From the story of Clay Matthews’ perseverance to Donald Driver’s determination, the Super Bowl showcases the triumphant.  These are the best athletes America has to offer slugging it out on a global stage to earn the right to say: We are #1.  We (alone) did it.  The glory of triumph is alive on Super Bowl Sunday (which is not the real Super Sunday, of course, that would be Easter).

So, I thought it would be helpful for us to think about how we might watch the Super Bowl to the glory of God.  I think we do that by, first, not dismissing the glory that exists in the game.  There are countless chess matches being played out between receivers and defensive backs, between quarterbacks and linebackers, between blockers and tacklers, and between all the coaches who are working with all the players at all these positions.  There are mind games at work, and there are muscle games at work.  Sometimes, the smartest player or shrewdest coach will win the battle.  Other times, the strongest man closest to the ball will claim the crown.

At the end of the game, one team will take the trophy to the locker room.  The other team will ponder what might have been.  To the victor go the spoils—it is as true in football as it is in war.  Happily, in football, the losers don’t bleed to death.  They just go home.  All the agonizing workouts, the unceasing repetition of pushing 300 lbs. or 400 lbs. up and down and up and down.  The leg stretches and the running—sprints, distance, endurance—all the agony of off-season, pre-season, mid-season, and post-season training—all come down to a 60 minute survival-of-the-fittest slugfest on Sunday night.  One team will overcome the sacks, the fumbles, and the injuries.  The other team will not.  There will be 1 winner and 1 loser with no one in between.  For one team, the glory will erupt as the last second ticks off the official game clock.  Glory, indeed!

Watch the Super Bowl for the glory that is in it.

But even more, watch the Super Bowl for the glory that is beyond it.  The sacrifice of these players and the agony of their endurance will only fit them for victory against another team of roughly equal men.  Yes, it is mortal combat, but it is merely mortals in combat.  Though the Super Bowl will display the greatest glory of sports, including the storied histories of 2 fabled franchises, this game’s limits are obvious when compared to Christ.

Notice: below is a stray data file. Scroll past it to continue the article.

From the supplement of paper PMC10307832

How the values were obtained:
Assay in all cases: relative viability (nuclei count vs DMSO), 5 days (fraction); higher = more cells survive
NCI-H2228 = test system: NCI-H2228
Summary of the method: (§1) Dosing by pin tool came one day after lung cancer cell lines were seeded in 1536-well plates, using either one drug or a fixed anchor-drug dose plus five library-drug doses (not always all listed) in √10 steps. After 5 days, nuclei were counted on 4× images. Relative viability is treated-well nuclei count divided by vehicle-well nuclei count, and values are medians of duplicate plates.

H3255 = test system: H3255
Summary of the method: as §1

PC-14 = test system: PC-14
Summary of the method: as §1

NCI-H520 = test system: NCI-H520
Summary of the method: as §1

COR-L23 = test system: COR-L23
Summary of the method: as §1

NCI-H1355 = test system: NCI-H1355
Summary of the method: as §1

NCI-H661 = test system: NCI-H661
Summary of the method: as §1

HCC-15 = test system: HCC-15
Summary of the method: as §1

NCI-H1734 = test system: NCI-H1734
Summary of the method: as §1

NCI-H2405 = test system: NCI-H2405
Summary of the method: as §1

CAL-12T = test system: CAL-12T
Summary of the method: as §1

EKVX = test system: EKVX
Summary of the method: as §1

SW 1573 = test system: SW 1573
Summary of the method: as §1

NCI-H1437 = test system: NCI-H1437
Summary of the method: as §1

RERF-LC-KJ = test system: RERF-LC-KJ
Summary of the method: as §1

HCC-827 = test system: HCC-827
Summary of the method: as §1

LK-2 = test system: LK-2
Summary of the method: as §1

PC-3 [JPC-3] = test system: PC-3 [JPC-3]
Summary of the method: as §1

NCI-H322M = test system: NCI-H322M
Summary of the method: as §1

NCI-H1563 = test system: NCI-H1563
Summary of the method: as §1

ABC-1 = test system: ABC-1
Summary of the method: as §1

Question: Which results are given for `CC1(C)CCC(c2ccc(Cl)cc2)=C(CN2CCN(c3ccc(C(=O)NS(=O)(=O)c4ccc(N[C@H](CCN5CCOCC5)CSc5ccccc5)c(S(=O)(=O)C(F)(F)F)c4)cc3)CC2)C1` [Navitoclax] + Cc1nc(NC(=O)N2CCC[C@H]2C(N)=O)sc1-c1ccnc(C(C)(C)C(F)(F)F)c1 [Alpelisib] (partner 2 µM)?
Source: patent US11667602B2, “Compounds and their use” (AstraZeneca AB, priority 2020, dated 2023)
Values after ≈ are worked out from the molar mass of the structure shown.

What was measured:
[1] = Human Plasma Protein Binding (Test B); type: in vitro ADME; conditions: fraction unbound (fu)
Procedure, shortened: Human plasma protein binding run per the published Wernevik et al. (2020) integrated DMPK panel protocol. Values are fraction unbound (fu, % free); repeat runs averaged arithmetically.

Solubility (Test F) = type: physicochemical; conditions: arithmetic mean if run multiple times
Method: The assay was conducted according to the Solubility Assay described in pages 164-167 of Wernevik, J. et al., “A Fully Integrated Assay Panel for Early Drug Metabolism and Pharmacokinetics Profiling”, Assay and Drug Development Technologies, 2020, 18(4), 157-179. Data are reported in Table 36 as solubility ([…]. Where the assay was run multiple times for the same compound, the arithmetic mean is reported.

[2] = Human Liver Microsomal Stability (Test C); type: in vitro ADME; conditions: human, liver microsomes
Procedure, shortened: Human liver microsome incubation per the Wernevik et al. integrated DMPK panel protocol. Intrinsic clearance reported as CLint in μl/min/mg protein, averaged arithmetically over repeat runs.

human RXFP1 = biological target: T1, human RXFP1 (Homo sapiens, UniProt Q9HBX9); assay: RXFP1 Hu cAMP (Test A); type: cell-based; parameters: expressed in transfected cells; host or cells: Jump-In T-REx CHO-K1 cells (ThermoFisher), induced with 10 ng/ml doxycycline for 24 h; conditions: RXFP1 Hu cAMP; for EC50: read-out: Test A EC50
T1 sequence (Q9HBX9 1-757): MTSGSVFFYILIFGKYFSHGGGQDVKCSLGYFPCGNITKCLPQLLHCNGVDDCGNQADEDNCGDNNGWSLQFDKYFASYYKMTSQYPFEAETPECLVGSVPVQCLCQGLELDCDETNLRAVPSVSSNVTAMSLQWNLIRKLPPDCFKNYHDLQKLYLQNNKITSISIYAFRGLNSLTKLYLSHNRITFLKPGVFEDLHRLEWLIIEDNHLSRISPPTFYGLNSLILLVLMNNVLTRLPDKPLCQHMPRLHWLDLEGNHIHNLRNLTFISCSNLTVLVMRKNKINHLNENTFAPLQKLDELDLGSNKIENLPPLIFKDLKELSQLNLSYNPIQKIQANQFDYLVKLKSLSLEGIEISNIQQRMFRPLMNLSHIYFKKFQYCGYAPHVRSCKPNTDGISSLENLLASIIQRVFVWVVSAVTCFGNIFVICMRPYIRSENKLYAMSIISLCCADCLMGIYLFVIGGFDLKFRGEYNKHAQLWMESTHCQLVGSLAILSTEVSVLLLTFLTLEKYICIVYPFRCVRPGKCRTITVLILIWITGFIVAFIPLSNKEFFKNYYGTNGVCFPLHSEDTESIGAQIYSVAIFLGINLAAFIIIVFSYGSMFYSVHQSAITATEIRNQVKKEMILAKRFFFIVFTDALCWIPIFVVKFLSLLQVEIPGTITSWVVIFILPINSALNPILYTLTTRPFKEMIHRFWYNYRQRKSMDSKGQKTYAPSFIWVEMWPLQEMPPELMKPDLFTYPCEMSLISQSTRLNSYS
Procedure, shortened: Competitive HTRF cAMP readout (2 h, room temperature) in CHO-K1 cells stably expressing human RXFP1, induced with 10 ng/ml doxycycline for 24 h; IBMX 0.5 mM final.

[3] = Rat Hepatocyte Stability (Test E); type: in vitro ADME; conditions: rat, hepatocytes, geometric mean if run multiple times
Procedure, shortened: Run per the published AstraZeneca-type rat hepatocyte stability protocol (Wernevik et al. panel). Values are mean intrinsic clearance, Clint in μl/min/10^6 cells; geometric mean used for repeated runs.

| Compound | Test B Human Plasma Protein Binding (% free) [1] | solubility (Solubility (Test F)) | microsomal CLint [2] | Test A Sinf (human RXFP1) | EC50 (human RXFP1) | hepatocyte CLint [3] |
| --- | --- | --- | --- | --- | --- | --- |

Christ—the king of all glory—has triumphed over the grave, over death itself.  Forget taking a block from a lineman, Christ did real battle with sin, with Satan, with every evil in the world—and he won the fight.  Christ stretched out his arms while Satan hurled false accusations; he stretched out his arms while Pilate and the Jews enacted execution; he stretched out his arms while the Father poured out his wrath against sin; he stretched out his arms and swallowed death.  And death was not enough to stop him.  Being the resurrection and the life, Jesus Christ arose victorious over sin and over death so that any who would flee to his outstretched arms would find for themselves eternal life in his name.

There is true glory well beyond that of the Super Bowl.  Think of it as you watch the game.  Apparently, some of the players have run to the outstretched arms of Jesus to find forgiveness for their sins.  They see both the glory of the game and the greater Glory of life in Christ.  The story linked here speaks about Aaron Rodgers and the glory he sees in Christ (and the way his teammates respond).   And, on the other side of the ball, there is true glory in view for some of the Pittsburgh Steelers, too (see here).

So, enjoy the game to its fullest measure of glory with the players who know the difference between the perishable nature of the Lombardi trophy and the imperishable crown of life.

Pro Choice Advocate Agrees with Tebow


This article highlights the commentary from Sally Jenkins, a pro-choice sportswriter from the Washington Post.  Her comments are certainly fair and demonstrate that there can still be civil disagreement in America.  Though she does not agree completely with Tebow’s pro-life advocacy (she is pro-choice), she does understand how critical it is for him to have a voice.  Even more, she seems to get the point that feminists miss:  Tim Tebow has a very high regard for women and is not serially abusing them like many athletes tend to do.  The outrage from groups such as NOW only betrays the lack of concern these groups actually have for women.  Their goal is not to support women but to encourage abortion.  Hats off to Sally Jenkins for her insight and courage in pointing out their duplicity.